I think the most picturesque place on the entire John Muir Trail is Marie Lake. I always make an effort to camp there. There are lots of places that are a close second, though, and Sallie Keyes Lakes is one of them. Here is why:
- It’s has a beauty all its own. The reason there are two Sallie Keyes Lakes is because a triangular isthmus runs between the eastern and western bodies of water. If you are hiking southbound, that isthmus starts narrow and widens as you move south. That land in the middle includes a small hill which is a great place to take a break.
- It’s also a great place for breakfast. If you camp at Marie Lake the night before (like I do), you’ll reach Sallie Keyes less than a couple of hours after leaving camp. I like to get some distance behind me before I eat my morning meal, and this is about as nice a place you could pick to do so. There is lots of water for cooking and refilling your container of choice, trees to provide shade (something you will see less and less of as you move south), and several downed trees to provide a seat or backrest.
- The trail runs very close to the water. Water is almost everywhere on the JMT, but you don’t get to hike right next to it all the time. Even less frequently do you walk within a few feet of a lake and stay under a nice canopy of tree limbs.
- You will have just passed over your third major pass. Seldon Pass is less than two miles to the north, so you will still have that wonderful glow that comes with putting a pass behind you. You will experience that feeling six more times on the trial: once for the other five passes and once when you come down off the summit of Mount Whitney.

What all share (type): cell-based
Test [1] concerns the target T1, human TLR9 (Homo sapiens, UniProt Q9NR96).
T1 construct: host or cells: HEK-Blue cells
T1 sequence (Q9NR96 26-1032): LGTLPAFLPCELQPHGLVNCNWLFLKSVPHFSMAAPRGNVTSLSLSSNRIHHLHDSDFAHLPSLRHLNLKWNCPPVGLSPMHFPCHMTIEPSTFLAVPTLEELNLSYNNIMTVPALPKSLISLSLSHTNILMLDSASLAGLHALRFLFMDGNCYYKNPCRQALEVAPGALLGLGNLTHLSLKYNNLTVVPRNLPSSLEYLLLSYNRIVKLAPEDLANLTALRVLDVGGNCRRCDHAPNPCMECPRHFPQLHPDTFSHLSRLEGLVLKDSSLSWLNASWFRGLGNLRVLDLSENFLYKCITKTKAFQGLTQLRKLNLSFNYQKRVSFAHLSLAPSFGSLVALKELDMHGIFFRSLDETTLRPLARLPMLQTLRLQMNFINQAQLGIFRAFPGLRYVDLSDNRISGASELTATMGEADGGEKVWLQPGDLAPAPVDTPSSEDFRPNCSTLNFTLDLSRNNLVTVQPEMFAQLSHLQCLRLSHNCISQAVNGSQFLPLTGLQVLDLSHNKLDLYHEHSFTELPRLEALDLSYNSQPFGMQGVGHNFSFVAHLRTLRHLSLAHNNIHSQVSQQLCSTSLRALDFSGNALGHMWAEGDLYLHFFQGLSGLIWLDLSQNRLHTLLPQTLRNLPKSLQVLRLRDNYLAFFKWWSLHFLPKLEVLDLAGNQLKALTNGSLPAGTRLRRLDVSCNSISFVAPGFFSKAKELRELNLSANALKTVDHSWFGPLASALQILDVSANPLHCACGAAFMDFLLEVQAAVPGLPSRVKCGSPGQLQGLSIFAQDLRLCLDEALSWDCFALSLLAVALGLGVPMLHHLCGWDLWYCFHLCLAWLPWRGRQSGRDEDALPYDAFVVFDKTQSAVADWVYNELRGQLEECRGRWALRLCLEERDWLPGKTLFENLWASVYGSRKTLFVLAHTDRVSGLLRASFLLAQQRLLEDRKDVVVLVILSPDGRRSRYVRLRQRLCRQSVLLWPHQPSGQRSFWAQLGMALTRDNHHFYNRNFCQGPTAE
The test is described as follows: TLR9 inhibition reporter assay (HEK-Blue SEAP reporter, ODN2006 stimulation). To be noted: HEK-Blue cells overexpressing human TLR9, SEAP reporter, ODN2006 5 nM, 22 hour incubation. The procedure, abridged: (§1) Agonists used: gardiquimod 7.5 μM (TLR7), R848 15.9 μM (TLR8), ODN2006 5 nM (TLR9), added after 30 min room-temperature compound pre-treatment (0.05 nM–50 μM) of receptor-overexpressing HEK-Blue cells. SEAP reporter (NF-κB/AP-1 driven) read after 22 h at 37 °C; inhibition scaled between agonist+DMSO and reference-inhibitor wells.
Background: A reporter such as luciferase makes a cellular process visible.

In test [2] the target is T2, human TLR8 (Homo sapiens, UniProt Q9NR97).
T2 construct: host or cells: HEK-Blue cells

- You will arrive at Muir Trail Ranch in just a few hours and it is almost all downhill. Whether you are spending two nights and a zero day, one night, or just getting your resupply and moving on, it’s always a treat to descend into MTR. When you leave you will have more than half of the trail behind you!
Don’t rush by Sallie Keyes Lakes; linger a while and enjoy one of the real gems on the JMT!
Good hiking, Ray
I spent a nice night there, mid Sept, all by myself, except for a coyote chorus that moved around the area that night. Huge campsite areas. It would be a nice spot for a zero day too.
Thanks for the comment, Linda. I would like to camp there sometime too, but it is so close to Marie Lake I might not get the chance.
Last summer Marie was still mostly frozen in mid-July so I didn’t get the pleasure (at that stage, I was still giddy about crossing Bear Creek in one piece!). Sallie Keyes was thawed, and was indeed beautiful, but very buggy. A stretch of the trail in the meadow south of the lakes was under about a foot of water, and I had the strange experience of sharing the trail with a trout!
I can only imagine the bugs just after the thaw, Lange. They can sure spoil a spot. Thanks for the comment!
I’ve visited Sallie Keyes Lakes a couple of times…the most recent was in the early 80s! Definitely one of my favorites, and I look forward to being there this summer.
The trees will be a little taller, but other than that I bet it looks the same. Good luck with your hike, Lee, and thanks for the comment.
It was still buggy in mid August. I recall thinking at the time, it would be a nice place for an overnight, if not for the bugs. We had lunched at Marie and pressed on to MTR.
Yep…in the early season it can have lots of bugs. That’s a good reason to hike in September! Thanks for the comment, Curt.